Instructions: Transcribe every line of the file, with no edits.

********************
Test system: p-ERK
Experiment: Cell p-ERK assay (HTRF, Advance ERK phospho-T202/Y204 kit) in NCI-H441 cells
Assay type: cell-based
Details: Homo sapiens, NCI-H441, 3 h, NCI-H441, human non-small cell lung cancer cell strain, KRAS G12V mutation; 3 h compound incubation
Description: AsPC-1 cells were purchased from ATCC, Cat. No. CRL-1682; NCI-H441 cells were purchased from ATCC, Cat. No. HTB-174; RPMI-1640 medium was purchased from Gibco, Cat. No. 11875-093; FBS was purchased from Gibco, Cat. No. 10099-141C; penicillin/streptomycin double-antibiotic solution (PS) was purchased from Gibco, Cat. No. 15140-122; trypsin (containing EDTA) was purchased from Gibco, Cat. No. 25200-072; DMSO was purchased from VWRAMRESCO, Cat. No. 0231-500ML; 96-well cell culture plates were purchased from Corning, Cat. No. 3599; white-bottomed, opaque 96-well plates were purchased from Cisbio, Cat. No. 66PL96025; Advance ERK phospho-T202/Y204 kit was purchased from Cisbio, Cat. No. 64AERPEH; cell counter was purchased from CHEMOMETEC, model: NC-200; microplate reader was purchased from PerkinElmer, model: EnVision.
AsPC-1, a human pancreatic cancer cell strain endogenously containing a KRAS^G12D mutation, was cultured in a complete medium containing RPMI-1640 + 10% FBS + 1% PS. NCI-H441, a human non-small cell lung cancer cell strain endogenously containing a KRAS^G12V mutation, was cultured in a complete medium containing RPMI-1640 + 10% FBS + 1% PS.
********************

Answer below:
Test system: p-ERK
Experiment: Cell p-ERK assay (HTRF, Advance ERK phospho-T202/Y204 kit) in NCI-H441 cells
Assay type: cell-based
Details: Homo sapiens, NCI-H441, 3 h, NCI-H441, human non-small cell lung cancer cell strain, KRAS G12V mutation; 3 h compound incubation
Description: AsPC-1 cells were purchased from ATCC, Cat. No. CRL-1682; NCI-H441 cells were purchased from ATCC, Cat. No. HTB-174; RPMI-1640 medium was purchased from Gibco, Cat. No. 11875-093; FBS was purchased from Gibco, Cat. No. 10099-141C; penicillin/streptomycin double-antibiotic solution (PS) was purchased from Gibco, Cat. No. 15140-122; trypsin (containing EDTA) was purchased from Gibco, Cat. No. 25200-072; DMSO was purchased from VWRAMRESCO, Cat. No. 0231-500ML; 96-well cell culture plates were purchased from Corning, Cat. No. 3599; white-bottomed, opaque 96-well plates were purchased from Cisbio, Cat. No. 66PL96025; Advance ERK phospho-T202/Y204 kit was purchased from Cisbio, Cat. No. 64AERPEH; cell counter was purchased from CHEMOMETEC, model: NC-200; microplate reader was purchased from PerkinElmer, model: EnVision.
AsPC-1, a human pancreatic cancer cell strain endogenously containing a KRAS^G12D mutation, was cultured in a complete medium containing RPMI-1640 + 10% FBS + 1% PS. NCI-H441, a human non-small cell lung cancer cell strain endogenously containing a KRAS^G12V mutation, was cultured in a complete medium containing RPMI-1640 + 10% FBS + 1% PS.